Design of efficient photoelectrodes for water oxidation requires careful optimization of the morphology and structure of a photoactive material to maximize electrical conductivity and balance carrier diffusion length with light penetration depth. Hematite-based photoanodes can theoretically oxidize water at very high rates, as provided by the optimal band-gap, but their performance is limited by the poor charge transport and low charge separation efficiency. Herein, we have developed physically- and chemically-induced morphological and structural tuning procedures, viz. capillary-force-induced self-assembly and corrosion followed by regrowth, which enable significant improvements in the performance of the hematite photoanodes. Specifically, a 24-fold enhancement in the photocurrent density for water oxidation (1 M NaOH) at 1.23 V vs. reversible hydrogen electrode under simulated 1 sun (100 mW cm–2, AM1.5G solar spectrum) irradiation has been achieved. The capillary-force-induced self-assembly improves the crystallinity, promotes preferential orientation of the hematite along the  direction, and thereby enhances the electrical conductivity of the material. Subsequent dissolution and regrowth of the hematite nanostructures provide higher light absorption, improve photo-generated charge separation and facilitate photoelectrocatalytic kinetics resulting in the significantly higher photoelectrocatalytic activity. These broadly applicable insights provide a robust set of guidelines for the engineering of efficient photoelectrodes initially made of disordered structures for conversion of solar energy into renewable fuels.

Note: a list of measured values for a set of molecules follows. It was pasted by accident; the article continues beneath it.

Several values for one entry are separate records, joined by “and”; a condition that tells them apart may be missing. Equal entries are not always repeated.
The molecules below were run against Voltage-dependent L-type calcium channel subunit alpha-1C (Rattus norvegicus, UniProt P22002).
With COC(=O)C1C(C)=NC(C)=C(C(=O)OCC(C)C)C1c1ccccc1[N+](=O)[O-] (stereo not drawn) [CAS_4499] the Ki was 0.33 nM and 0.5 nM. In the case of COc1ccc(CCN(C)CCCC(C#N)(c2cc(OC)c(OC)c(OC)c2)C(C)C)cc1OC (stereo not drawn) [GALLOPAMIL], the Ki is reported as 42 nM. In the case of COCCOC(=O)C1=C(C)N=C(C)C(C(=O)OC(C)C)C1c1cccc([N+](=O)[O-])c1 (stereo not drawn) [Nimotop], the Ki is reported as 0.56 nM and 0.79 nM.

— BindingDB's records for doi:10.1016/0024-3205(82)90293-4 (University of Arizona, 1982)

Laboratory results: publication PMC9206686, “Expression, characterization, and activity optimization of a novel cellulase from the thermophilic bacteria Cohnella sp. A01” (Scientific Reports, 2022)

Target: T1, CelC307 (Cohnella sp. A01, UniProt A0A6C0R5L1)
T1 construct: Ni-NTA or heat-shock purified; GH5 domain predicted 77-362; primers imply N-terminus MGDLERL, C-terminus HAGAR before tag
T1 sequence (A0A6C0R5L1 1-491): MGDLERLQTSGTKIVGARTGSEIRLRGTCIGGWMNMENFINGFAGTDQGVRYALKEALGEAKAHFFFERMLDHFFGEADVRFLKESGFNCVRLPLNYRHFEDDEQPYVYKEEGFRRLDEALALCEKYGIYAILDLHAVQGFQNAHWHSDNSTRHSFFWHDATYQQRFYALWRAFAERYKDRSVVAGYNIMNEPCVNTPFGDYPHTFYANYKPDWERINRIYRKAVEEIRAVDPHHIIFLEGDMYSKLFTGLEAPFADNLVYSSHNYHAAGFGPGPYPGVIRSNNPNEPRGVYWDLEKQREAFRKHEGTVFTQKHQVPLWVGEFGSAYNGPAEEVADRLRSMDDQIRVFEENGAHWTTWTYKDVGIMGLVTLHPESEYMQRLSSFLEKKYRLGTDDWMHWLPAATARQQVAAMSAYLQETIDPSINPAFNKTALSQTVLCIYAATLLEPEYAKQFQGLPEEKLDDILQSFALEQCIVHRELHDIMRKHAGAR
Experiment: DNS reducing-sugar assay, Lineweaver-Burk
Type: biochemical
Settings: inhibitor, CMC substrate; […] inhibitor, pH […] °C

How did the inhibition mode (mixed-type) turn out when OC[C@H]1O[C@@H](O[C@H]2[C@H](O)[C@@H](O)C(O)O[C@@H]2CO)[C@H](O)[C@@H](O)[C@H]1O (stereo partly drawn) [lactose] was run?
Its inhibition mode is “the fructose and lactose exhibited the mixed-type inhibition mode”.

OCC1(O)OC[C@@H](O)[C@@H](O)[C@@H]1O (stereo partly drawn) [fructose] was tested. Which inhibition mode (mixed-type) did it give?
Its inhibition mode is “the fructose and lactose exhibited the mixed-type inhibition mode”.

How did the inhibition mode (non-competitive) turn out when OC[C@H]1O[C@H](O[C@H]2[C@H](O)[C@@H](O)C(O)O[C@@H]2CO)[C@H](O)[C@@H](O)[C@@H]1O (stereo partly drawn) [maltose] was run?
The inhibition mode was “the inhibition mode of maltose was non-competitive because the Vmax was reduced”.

- Capillary force
- Morphological and structural tuning
- Photoelectrochemical water oxidation